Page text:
Big vacation plans are out. Events and large gatherings are canceled. Seeing friends and family can be fraught with danger, and many still feel leery about interacting with strangers at restaurants, hotels and attractions that have just started reopening to the public.
And between full campgrounds, overflowing trailheads and some towns, like Bend, asking tourists to stay away, even our most cherished local getaways have been more difficult to access this summer.
How in the world are you supposed to vacation during a pandemic?
I struggled with this while trying to plan my own one-week vacation, a much-needed breather from a job that has been especially stressful this summer. Stuck between the desire to get away and the need to relax, anxious about travel but champing at the bit to leave the house, I opted for a day trips vacation instead.
READ MORE: 10 things to consider before going back outside during the pandemic
We in the Pacific Northwest are blessed with an embarrassment of natural riches. From the Portland area, the mountains are just as close as the ocean. We have old growth forests and spectacular rivers. The high desert is just across the Cascade Mountains, with grassy meadows strewn throughout the Willamette Valley.
Many of us have seen most if not all of these ecosystems at one point or another, but treated as occasional destinations they can get lost in the shuffle of road trip memories: that time we hiked Mount Hood, that weekend out in Bend, that backpacking trip in the Columbia River Gorge.
My plan was to spend a week of vacation touring these different ecosystems back-to-back, hoping that the quick contrast might shock my system into believing I was doing something much bigger, much grander than a series of short day trips.
I also hoped it would renew a sense of appreciation for where I live, for the corner of the world where all too often these days I’ve felt stuck.
I settled on four day trips to four landscapes – mountain, ocean, desert and forest – heading off in all four directions and staying within a three-hour radius of Portland. There was no overarching itinerary here; each day trip would be planned on a whim, guided by my instincts and desires.
In a world that has felt so stifling, this was one small way to break free.
MOUNTAIN: MOUNT ST. HELENS
I showed up on the Monday of my vacation week, a bright and warm day in early August, after driving two hours north from Portland to Washington’s Johnston Ridge Observatory, which overlooks the 1980 blast zone on Mount St. Helens.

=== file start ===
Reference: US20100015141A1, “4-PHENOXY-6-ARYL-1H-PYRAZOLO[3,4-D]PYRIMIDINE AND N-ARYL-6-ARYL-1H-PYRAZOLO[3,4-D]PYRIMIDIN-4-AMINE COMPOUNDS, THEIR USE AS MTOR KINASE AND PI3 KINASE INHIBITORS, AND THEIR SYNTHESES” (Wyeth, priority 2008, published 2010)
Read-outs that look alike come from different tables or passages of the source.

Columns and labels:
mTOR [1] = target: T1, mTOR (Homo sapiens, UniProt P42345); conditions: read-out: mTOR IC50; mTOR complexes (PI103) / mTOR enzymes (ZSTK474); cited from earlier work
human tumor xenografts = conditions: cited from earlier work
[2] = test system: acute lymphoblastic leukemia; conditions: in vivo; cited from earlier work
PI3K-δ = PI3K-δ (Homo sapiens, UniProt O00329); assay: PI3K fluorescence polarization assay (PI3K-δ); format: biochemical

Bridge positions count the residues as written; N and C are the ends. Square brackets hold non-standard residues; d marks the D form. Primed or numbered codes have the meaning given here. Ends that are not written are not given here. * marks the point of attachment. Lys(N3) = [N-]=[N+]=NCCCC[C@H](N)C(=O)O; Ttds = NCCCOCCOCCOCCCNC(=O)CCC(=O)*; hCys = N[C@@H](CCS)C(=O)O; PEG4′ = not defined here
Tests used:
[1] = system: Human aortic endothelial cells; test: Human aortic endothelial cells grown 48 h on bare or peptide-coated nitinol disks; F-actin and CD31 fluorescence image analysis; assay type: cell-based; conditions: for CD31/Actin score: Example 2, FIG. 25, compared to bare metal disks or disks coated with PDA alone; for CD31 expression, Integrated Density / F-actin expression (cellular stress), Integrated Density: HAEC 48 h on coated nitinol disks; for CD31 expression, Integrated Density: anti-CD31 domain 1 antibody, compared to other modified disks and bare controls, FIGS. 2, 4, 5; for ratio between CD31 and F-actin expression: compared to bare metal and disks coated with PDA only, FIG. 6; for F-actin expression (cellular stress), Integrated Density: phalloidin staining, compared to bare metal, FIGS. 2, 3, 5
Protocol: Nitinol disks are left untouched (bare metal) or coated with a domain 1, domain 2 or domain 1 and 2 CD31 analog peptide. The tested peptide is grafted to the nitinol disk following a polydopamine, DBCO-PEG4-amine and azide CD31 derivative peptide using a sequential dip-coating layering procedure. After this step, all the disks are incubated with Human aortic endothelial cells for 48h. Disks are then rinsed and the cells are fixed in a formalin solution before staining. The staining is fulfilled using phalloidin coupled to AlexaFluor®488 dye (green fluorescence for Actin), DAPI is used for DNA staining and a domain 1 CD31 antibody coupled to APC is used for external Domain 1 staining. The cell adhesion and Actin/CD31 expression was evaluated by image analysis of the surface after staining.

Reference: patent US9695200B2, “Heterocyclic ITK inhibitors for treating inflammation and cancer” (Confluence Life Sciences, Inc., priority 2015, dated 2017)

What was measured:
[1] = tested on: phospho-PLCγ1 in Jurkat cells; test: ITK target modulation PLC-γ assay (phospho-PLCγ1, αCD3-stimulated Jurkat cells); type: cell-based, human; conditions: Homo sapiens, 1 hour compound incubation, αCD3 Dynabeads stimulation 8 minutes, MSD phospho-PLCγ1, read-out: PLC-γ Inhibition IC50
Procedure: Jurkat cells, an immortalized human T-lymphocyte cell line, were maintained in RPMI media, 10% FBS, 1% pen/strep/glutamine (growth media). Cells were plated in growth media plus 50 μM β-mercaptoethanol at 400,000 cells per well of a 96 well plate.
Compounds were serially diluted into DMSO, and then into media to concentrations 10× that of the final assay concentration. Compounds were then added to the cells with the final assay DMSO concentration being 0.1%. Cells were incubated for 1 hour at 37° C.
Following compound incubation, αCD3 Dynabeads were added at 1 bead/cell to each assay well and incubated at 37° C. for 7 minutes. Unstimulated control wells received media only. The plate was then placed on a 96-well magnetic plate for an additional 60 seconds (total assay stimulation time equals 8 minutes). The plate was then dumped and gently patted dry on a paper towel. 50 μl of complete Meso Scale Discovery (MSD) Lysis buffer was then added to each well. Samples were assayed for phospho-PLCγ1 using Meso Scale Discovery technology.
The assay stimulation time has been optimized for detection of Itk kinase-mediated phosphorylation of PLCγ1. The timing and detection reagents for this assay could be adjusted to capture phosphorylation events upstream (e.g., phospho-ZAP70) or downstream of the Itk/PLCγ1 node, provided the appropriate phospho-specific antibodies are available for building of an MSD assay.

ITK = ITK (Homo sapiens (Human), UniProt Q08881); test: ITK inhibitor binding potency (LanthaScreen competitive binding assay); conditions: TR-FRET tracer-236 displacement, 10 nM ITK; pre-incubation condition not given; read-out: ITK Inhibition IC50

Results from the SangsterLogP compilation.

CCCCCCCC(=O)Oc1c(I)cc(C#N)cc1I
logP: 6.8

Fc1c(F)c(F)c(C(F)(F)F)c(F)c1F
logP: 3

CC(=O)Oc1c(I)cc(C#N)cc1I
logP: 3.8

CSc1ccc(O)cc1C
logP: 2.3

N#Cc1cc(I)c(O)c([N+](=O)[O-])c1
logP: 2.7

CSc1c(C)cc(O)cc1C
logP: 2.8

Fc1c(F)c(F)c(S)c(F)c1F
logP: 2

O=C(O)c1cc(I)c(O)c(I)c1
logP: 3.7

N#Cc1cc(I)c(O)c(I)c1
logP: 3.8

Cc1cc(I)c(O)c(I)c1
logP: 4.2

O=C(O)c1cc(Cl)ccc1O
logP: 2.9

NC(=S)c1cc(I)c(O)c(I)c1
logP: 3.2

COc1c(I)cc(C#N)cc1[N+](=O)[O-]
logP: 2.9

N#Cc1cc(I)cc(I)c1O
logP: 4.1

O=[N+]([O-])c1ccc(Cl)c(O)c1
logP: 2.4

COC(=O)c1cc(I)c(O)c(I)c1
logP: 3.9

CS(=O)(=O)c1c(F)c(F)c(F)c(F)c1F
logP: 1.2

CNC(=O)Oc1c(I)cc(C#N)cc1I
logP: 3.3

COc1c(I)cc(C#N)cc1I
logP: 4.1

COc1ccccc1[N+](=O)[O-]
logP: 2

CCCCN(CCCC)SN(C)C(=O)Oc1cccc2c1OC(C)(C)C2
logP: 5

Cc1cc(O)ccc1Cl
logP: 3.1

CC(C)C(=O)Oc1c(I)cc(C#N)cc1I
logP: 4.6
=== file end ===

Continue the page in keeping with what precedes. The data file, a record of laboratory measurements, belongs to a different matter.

Gray clouds hung over the peak of the volcano, as I hiked along a ridge high above the destruction. A trail soon branched off and led down the steep ridge, leading on toward the gaping crater in the side of the mountain.
Hiking into the maw of St. Helens felt like exploring an alien landscape. Much of the land there is bare, though not quite barren. The soil is a mixture of ash and dried mud, remnants of the eruption and subsequent mudflows that destroyed what was once a lush alpine forest. Dense brush crowds the small creeks, while few tiny conifers seem to pop up at random.
In some areas, the soil was covered with small rocks and a thick, dry moss, from which colorful wildflowers bloomed brilliantly: purple, red, yellow and white – bright bursts of color against a backdrop of gray.
Overall, the landscape was haunting, evidence of nature’s great and terrifying power. It can be easy to forget that our mountains do this, though the evidence is all around us. Just look at the missing peak over Crater Lake or the jagged profile of Three Fingered Jack.
What makes Mount St. Helens so special is that its violent eruption occurred in our relatively short human timeframe. We have before and after pictures. We were able to witness the destruction. The volcano is a humbling reminder of the power of the land.
OCEAN: SITKA SEDGE
Picking a beach to visit on the Oregon coast is like a dog picking between chew toys: There’s really no way to go wrong. But on a warm summer day, as crowds continue to swell during the pandemic, I had a few preferences in mind: few people, plenty of available parking and a long, sandy beach.
I opted for Sitka Sedge, Oregon’s newest state park, which opened in 2018 on the north side of Cape Kiwanda near Pacific City. Because accessing the beach requires a short hike past wetlands and through a dense coastal forest, it’s not popular as a beach access point, though that hike makes it more attractive for those who want a little more out of their beach trip.
On Wednesday, I showed up around 9 a.m. and had the trail practically to myself. The hike in was beautiful, the morning sky reflecting in the shallow wetlands, as herons and crows perched in the mud.
The calm ocean emerged as I crossed over the dunes to the beach, blue sky on blue water, a gentle breeze cooling the warm summer air. Relaxation came on gently like a shrug; a sigh of relief fell from my lips. The whole ocean seemed to buzz with good energy while I stood there and soaked it all in.